• Ministers, Elders & Overseers: Patrick Goold reported that MEO has been spent several months examining the benefits of realigning its duties into two committees: Counsel & Care and Spiritual Life. He said that MEO will sponsor two discussion groups in the near future, open to all, to discuss and help describe the functions of these two committees. This proposed change has been seasoned for some time within MEO.
  • Approved: That the duties of MEO be realigned into two new committees, Counsel & Care and Spiritual Life, pending upcoming open discussions in the Meeting concerning the functions of those two committee (dates to be announced later).
  • Information Items:
    • The Clerk noted for the record that Dave French and Nancy Craft had attended the North Carolina Yearly Meeting Sessions at Wilmington College in July and that Liana Fleming and Robert Kent had attended a portion of the sessions. Dave, Nancy and Tom Bertrand will represent our Meeting at the Interim Body Meeting in Greensboro on 10th Month 26. Dave asked for people to inform our representatives of other matters that may need to be carried to Interim Body.
    • The Clerk read a letter from Olivia James in northern Virginia inviting Virginia Beach Meeting to consider setting up a Preparatory Meeting under our care in Washington DC. This request, which clearly seeks to connect with the Conservative Friend tradition, has been received, and we will continue to review it.


Next Meeting for Worship with Attention to Business is October 13, 2019, 8:30 a.m. in our Meetinghouse.





QuakerSpeak

QuakerSpeak is a project of Friends Journal and is directed by Jon Watts.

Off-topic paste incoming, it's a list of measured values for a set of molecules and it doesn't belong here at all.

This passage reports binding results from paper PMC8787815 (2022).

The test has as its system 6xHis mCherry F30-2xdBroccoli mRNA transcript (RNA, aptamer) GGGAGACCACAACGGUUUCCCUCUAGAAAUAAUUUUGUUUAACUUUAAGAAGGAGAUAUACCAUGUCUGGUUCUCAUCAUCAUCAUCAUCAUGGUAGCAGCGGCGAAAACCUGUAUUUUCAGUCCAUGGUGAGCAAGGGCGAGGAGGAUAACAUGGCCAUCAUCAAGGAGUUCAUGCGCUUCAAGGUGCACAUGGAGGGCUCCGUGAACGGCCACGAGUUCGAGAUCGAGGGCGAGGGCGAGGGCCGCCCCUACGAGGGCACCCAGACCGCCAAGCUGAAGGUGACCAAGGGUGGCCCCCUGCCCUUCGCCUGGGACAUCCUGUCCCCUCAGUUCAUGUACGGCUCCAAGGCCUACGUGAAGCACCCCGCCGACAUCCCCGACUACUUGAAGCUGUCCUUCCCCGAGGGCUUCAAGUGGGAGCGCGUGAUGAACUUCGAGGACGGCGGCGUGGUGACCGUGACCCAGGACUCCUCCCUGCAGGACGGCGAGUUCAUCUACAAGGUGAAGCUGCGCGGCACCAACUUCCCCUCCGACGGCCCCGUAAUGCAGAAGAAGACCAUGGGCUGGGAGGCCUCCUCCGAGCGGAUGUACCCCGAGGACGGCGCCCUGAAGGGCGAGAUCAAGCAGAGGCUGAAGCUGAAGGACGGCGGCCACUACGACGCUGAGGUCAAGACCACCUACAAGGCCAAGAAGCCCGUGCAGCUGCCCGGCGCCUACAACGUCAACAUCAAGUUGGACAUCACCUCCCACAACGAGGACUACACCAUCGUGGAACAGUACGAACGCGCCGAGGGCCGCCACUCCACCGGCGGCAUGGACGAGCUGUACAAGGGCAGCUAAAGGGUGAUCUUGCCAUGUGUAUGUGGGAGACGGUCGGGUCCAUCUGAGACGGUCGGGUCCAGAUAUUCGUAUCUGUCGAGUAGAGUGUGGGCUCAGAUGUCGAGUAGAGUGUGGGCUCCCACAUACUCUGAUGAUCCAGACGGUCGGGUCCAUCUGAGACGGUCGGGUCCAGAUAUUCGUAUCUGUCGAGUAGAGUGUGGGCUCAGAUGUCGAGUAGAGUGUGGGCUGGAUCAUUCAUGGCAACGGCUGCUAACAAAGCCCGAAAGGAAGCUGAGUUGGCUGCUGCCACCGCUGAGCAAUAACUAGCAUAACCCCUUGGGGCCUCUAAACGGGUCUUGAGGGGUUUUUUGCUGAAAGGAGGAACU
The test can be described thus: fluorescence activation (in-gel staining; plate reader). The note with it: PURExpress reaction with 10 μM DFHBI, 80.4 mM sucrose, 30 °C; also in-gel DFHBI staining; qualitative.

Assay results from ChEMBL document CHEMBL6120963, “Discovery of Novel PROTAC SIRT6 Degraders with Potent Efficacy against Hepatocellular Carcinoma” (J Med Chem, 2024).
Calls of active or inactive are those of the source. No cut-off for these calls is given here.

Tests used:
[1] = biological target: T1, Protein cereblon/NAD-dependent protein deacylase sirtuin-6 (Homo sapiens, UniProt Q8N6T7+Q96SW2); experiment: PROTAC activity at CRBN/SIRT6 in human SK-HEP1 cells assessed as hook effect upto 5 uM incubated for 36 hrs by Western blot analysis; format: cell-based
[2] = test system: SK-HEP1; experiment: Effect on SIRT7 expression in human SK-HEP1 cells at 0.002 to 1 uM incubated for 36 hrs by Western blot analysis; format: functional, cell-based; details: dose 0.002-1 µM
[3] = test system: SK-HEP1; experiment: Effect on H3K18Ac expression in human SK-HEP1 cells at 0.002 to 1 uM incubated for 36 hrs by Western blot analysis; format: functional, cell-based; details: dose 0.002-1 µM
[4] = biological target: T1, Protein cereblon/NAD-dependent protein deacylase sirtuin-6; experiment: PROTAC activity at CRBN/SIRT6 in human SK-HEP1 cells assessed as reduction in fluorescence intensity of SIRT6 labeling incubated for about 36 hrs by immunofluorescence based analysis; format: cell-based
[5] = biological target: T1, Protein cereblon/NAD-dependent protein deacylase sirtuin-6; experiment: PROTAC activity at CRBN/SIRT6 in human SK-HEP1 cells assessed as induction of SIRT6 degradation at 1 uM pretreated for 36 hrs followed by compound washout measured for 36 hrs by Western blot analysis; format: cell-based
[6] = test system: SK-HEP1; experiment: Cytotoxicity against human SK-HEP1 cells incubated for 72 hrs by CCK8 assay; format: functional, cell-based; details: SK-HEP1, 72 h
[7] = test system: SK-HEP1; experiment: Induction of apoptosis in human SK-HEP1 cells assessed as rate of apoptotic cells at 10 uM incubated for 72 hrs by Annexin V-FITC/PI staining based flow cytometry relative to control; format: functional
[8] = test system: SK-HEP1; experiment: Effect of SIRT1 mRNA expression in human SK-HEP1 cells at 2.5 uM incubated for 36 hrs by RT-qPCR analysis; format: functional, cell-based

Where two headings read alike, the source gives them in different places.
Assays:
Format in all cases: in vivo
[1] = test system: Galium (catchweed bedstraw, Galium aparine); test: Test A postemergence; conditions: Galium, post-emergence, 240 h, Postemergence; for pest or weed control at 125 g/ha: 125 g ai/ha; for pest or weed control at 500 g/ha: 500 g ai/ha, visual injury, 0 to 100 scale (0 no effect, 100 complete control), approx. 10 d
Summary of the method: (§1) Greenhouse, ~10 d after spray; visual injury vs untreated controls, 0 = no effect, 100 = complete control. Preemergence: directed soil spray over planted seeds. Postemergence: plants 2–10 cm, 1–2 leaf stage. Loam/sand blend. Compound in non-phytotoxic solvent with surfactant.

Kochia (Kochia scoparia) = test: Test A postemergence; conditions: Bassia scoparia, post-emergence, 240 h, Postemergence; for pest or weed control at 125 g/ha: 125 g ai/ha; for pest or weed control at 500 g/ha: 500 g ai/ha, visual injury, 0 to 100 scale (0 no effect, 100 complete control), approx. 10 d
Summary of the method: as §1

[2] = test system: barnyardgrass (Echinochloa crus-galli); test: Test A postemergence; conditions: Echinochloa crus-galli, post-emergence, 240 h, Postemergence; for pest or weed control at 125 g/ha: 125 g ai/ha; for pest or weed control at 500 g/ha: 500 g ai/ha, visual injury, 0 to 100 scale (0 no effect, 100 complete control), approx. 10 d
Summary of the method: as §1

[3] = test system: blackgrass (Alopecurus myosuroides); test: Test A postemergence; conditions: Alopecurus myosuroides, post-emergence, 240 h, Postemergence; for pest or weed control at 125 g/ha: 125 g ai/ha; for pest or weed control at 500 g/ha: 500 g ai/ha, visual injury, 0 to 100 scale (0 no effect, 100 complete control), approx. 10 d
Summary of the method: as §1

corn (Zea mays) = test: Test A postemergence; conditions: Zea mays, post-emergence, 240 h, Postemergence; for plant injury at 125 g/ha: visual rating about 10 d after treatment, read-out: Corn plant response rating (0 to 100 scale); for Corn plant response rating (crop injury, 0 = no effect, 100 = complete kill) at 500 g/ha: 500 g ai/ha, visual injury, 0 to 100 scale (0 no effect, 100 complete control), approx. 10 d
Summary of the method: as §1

Click here to find out more about QuakerSpeak and to subscribe to receive QuakerSpeak by email when new videos come out each week on Thursday...

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The Prayer Life of Quakers



Announcements


World Quaker Day
Submitted by Linda Smith

Date: Sunday October 6
Time: 10:30 am - 2 pm
Location: Meetinghouse

Join us for World Quaker Day! The Virginia Beach Friends Meeting would like to invite anyone who may be interested in learning more about Quakers, Quaker Beliefs or who would like to experience Meeting for Worship for the first time to gather with us on October 6.

Each year World Quaker Day is celebrated around the world on the first Sunday of October. This year we will explore and discuss the theme of sustainability.

Families with childre are welcomed. We will have programs for children.
Below is the day's schedule, please join us for the whole day or pick and choose the portions that appeal to you.

10:30 Intergenerational Meeting for Worship
We will begin worship with a Faith and Play story for our young friends. After the story and discussion, children will be accompanied dowwnstairs for a group activity while adults remain for silent worship.

11:45 Potluck
All families are welcome to join us for lunch and fellowship downstairs in the Meetinghouse.

12:30 World Quaker Day Program
An interactive program with QuakerSpeak videos and discussion. This will highlight the theme of sustainability as we consider how Quakers live their testimon of Stewardship.